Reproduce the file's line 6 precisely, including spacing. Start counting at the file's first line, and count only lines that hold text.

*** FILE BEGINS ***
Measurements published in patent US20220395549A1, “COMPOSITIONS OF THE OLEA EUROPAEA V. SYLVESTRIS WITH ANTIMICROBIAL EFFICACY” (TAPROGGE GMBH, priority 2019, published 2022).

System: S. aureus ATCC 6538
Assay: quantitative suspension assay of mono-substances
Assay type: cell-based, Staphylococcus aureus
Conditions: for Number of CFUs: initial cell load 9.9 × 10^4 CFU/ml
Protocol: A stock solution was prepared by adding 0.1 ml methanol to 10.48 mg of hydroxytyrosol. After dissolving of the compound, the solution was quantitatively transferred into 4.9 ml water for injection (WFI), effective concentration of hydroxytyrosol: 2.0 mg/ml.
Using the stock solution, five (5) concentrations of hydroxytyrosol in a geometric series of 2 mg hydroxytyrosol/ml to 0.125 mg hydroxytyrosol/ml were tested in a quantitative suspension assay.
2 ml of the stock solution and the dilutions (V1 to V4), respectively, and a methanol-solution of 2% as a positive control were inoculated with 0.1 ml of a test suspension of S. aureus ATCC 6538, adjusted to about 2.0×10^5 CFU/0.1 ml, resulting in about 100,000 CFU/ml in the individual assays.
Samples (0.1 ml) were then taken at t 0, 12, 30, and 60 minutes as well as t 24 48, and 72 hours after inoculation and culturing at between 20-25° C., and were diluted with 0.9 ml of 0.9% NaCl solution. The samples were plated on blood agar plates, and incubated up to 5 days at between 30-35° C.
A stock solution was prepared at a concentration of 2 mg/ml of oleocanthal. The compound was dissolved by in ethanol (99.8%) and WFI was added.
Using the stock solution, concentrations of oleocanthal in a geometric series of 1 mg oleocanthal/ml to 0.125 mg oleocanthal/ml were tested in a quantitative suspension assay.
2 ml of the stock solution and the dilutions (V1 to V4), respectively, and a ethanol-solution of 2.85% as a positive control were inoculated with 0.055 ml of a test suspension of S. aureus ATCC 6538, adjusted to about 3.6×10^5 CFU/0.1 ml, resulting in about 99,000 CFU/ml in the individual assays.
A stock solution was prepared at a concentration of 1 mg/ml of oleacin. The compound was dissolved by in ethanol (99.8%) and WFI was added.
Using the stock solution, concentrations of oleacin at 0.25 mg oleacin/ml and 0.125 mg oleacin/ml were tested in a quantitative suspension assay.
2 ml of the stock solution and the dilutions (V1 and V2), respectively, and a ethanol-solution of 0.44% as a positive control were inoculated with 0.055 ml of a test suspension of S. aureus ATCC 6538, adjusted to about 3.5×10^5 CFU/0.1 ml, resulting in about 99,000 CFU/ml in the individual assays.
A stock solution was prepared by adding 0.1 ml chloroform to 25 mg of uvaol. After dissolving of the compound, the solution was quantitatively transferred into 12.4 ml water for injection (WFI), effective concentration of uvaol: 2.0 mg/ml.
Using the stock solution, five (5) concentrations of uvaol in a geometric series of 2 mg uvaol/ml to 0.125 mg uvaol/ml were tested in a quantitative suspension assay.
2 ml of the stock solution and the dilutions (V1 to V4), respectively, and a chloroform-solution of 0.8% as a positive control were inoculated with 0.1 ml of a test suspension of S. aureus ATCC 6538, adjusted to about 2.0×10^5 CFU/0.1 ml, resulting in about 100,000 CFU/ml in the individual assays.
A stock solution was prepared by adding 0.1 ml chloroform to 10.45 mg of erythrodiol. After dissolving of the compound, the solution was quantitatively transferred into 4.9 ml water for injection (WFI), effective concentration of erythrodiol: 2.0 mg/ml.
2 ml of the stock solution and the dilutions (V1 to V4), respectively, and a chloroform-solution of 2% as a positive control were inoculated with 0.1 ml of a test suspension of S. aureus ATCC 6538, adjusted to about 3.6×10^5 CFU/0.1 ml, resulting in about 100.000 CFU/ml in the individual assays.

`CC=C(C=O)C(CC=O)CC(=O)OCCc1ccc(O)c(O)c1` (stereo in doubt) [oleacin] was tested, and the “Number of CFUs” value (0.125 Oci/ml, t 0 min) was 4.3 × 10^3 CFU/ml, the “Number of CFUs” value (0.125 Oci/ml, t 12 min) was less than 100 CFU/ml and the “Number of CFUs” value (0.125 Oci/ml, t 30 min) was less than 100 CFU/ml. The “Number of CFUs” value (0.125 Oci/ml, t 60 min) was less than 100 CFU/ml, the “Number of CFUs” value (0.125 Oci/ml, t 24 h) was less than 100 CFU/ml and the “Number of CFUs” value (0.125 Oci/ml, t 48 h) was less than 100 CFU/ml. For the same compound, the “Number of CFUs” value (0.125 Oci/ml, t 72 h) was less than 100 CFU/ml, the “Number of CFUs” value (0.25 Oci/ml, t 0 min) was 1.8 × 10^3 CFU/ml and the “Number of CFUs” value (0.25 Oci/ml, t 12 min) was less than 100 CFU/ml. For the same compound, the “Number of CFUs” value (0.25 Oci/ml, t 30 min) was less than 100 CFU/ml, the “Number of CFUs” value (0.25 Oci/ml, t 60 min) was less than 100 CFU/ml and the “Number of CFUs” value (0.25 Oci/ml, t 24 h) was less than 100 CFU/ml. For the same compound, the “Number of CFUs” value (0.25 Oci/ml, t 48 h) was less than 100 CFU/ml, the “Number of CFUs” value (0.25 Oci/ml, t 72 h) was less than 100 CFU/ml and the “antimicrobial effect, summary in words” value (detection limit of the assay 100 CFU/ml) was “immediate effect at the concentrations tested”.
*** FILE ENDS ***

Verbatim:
Protocol: A stock solution was prepared by adding 0.1 ml methanol to 10.48 mg of hydroxytyrosol. After dissolving of the compound, the solution was quantitatively transferred into 4.9 ml water for injection (WFI), effective concentration of hydroxytyrosol: 2.0 mg/ml.